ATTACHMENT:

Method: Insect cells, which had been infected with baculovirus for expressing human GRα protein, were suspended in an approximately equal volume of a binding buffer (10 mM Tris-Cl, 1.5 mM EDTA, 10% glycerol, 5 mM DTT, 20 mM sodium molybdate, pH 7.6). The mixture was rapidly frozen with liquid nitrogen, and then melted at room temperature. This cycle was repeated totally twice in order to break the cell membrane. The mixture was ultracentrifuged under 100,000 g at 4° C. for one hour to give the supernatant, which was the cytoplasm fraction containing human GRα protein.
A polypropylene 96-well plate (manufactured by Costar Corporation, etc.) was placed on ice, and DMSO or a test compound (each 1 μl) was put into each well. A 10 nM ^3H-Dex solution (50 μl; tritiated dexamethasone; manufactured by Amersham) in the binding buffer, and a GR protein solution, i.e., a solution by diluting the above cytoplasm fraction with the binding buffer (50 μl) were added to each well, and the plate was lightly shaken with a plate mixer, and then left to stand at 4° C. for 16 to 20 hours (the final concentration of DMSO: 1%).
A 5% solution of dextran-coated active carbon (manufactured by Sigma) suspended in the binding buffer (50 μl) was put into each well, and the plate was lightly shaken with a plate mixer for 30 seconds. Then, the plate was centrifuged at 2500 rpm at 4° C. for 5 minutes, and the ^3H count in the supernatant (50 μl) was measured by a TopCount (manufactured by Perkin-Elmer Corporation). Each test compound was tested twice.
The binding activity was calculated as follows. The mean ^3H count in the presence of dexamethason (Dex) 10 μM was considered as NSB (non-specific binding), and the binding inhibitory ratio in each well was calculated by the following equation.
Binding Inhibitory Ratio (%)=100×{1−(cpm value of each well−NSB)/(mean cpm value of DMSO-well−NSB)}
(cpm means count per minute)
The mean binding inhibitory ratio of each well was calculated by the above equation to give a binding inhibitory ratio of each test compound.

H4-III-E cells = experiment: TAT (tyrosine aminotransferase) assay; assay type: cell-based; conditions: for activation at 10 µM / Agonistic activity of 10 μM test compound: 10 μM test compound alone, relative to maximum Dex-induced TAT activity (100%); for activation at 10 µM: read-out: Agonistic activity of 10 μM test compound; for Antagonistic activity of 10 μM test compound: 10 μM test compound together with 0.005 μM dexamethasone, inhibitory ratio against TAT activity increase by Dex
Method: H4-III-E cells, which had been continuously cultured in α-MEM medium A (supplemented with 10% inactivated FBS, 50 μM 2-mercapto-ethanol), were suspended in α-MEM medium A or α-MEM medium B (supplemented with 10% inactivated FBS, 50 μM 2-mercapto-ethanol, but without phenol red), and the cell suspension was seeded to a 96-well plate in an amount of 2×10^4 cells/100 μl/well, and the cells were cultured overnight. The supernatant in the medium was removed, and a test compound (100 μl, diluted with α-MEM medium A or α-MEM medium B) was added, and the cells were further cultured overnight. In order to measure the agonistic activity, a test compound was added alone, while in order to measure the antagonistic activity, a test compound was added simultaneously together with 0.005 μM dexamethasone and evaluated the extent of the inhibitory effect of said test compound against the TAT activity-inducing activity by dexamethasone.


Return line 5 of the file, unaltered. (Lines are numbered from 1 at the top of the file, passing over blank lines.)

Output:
Binding Inhibitory Ratio (%)=100×{1−(cpm value of each well−NSB)/(mean cpm value of DMSO-well−NSB)}